Here's the hemlock blanket on my blocking boards, before pinning. I'm really liking the color, which looks somewhat "teal" in the dyebath, but is a lovely green. I forgot to take a photo of the scarf, which I'll post about later.

Wednesday, June 19, 2013

Spinning Batts

When I first start spinning, I purchased a 3-month club membership from Butterfly Girl Designs, and each month I got a spindle and batt.

This one is called Starlight, Starbright. It's 3.5 ounces of 57% merino, 33% bamboo, and 10% nylon firestar. Isn't it pretty?

However, there is one small problem with this type of batt. All of the fiber are layered (bamboo sitting ontop of merino sitting ontop of the nylon). Because it's not blended thoroughly, spinning it can prove prickly and problematic, as I discovered when I spun one of the first batts I got from her.

The resulting yarn was lovely, but I did have a hard time spinning it, as I would get chunks of just bamboo or chunks of merino or chunks of firestar.

I didn't want to spin the other batts until I felt I got better spinning-wise or learned how to better deal with spinning from such a batt.

After taking the SpinU classes from Sandy, she taught us how to overcome these problems, simply by better blending the batt with either handcards or a drumcarder. The resulting batt isn't as "pretty" as the layered batt, but it would spin easier.

As this batt was 3.5 oz,  I headed over to my LYS, where they let me use their drumcarder to better blend the fibers.

And, they are spinning up quite nicely now. I'm currently spinning them woolen on my Ashford Traddy. I'll post photos of the finished singles once I'm done with them.

Monday, June 17, 2013


Some time ago, I picked up some lovely Ashland Bay merino / cashmere (80/20) at my LYS as it was on sale. I wasn't sure what to do with it, but found the perfect pattern, Eve's Ribs. The suggested yarn is Carol Sunday's own brand of yarn, which is lovely, but I decided to spin for it myself.

According to her website, her yarn is a 5ply light worsted (or a DK) weight yarn @ 10 WPI.

If this is true, then each single of a 5ply would have to be 50 otherwords, froghair. And I just don't like spinning that fine. So, I thought to change it to a 3ply yarn, so that the singles would only need to be about 30 WPI each.

The yardage required is 822 - 1233 yards (depending on size). My current grist is about 55 yards / ounce, which would require that I have 16 ounces for the barest minimum yardage

822 yards / (55 yards/oz) = ~ 14 ounces.

I'm really loving this fiber, which is super soft. Spinning it completely woolen actually goes by relatively quickly. I can finish an ounce in an evening (whereas it might take me two evenings to spin worsted.) Plus, it's easy to spin even when I'm not feeling 100%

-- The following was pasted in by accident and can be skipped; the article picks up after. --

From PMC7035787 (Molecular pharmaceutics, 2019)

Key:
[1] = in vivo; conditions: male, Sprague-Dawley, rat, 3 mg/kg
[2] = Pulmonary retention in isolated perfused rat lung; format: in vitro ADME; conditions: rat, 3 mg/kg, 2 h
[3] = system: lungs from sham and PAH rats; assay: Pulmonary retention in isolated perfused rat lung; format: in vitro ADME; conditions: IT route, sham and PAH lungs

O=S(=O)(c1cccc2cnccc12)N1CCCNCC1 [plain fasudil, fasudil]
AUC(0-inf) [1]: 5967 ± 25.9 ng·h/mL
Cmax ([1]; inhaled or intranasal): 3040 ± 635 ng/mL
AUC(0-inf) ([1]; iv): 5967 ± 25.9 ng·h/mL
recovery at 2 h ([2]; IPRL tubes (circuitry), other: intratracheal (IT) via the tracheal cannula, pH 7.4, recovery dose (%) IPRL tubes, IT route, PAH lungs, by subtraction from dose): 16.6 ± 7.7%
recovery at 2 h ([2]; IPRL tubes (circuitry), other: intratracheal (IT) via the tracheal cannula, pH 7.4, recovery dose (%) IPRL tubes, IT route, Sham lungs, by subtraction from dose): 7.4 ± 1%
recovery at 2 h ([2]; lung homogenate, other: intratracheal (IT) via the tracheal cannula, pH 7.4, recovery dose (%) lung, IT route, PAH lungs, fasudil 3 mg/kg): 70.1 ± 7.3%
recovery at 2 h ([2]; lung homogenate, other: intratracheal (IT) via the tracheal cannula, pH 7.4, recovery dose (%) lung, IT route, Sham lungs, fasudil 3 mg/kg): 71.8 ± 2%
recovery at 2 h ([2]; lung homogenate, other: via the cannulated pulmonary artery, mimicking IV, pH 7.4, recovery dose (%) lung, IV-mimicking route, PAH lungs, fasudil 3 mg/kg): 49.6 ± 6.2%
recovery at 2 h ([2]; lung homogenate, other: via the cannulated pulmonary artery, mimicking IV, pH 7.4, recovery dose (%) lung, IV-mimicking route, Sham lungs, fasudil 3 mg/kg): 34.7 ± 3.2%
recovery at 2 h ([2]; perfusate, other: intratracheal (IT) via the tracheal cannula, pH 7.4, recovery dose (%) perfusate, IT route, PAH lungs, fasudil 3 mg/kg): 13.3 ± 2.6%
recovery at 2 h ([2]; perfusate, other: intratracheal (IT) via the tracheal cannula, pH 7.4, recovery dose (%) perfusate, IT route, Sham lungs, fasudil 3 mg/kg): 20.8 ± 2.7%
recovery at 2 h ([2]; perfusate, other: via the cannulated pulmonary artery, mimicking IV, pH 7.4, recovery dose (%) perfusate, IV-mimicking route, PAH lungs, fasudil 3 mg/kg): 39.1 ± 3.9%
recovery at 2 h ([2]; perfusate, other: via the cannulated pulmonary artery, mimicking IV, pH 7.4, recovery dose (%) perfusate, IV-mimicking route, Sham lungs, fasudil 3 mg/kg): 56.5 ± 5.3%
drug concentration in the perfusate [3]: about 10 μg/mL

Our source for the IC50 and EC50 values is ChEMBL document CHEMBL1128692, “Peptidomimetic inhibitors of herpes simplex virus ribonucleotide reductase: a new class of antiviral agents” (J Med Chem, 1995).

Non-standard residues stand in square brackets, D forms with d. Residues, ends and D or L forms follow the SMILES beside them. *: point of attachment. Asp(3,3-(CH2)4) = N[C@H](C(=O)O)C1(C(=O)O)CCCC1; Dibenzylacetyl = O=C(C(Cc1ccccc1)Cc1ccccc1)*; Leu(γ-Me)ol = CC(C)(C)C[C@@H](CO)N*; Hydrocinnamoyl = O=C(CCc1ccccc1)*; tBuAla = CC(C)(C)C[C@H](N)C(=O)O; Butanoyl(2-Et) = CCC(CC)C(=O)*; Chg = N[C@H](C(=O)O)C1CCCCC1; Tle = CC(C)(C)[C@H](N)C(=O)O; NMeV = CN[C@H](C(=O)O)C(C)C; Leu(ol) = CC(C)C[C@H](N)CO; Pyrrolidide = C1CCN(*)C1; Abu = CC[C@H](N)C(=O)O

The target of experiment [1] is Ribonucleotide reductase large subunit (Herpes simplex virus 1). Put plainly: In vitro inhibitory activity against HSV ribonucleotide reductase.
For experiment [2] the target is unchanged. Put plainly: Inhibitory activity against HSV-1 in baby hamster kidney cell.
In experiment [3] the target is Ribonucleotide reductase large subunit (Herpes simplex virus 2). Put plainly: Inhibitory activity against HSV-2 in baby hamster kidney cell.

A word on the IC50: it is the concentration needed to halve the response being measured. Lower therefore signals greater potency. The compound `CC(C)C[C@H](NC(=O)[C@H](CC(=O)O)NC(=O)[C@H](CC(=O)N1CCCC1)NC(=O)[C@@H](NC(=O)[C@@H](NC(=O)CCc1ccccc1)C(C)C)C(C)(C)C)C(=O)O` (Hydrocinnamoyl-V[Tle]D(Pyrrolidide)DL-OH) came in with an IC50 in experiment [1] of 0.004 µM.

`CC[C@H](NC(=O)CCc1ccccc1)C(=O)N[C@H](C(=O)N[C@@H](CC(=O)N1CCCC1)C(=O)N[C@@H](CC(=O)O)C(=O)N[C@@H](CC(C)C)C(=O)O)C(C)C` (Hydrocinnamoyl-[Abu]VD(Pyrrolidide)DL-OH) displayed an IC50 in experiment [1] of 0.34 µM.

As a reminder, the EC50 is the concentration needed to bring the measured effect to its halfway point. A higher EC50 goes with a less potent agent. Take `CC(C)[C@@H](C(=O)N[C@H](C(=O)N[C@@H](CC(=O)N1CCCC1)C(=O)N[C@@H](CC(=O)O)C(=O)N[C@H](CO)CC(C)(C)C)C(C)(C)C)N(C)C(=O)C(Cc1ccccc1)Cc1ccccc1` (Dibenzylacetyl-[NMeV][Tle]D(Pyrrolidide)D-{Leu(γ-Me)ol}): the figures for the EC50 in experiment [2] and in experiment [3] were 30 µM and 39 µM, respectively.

So, far, I have about 12 ounces spun (not including the left over bobbins that I used for sampling).

Here's one of the skeins that I've plied thus far. It's lovely, air, and oh-so-soft!

Wednesday, June 12, 2013

In Sickness and in Health.....

I apologize for the radio silence on my end. This past two weeks was somewhat of a whirlwind. DH & I went up to the Valhalla Ren Faire (I'll post photos later), but when we got home, I got very ill.

This year, I started having allergic reactions to the various blooming trees and weeds. It was enough that I had to start taking Claritin on a daily basis. Prior to this year, I had extremely mild to no reactions to those trees having sex. (Ah, the joys of getting 'older').

While I was in Tahoe for the Faire, I was surrounded by trees! I took Claritin every day while I was there, but it was hard. I think it overwhelmed my system. So when we got back home, I got sick, which at first, I thought was just allergic reactions, but then it got worse. I completely lost my voice (which meant I had to cancel podcasting until I got better).

I was having problems taking deep breaths and was winded (and thus tired) very easily. I was getting exhausted from doing simple household chores or even working on the computer or heck...knitting. I ended up napping a lot, which is saying something for me as I am not a nap-person.

The doctor diagnosed a viral cold on top of all the allergy crap. She put me on four different types of medication, but the combination made me loopy; there was a severe lack of concentration, and I felt like I was detached from any emotional involvement.

(My medical retinue with my "medicine bag")

Knitting was difficult at best as I had a few complicated projects on the needles. I had one project involving stockinette and slipped stitches, but even that proved troublesome after a while.

So, I couldn't knit, crochet, and I couldn't read (as I couldn't retain anything I had read). I was pretty much good for background movies & t.v. shows, and napping -- in other words, pretty useless in my mind. This was very difficult for me! I WANTED TO KNIT. (Even DH noticed that I hadn't knitted as much.)

But now, I've had enough of an attention span to do something "simpler" than knitting. My houndstooth scarf (out of my own handspun) had been languishing on the rigid heddle, so I've picked it back up again.

Hopefully, this will keep me until I don't need the meds anymore. And then I can start knitting again.

And hopefully, I can get back to blogging on a regular basis, and I can finally get to recording the next podcast!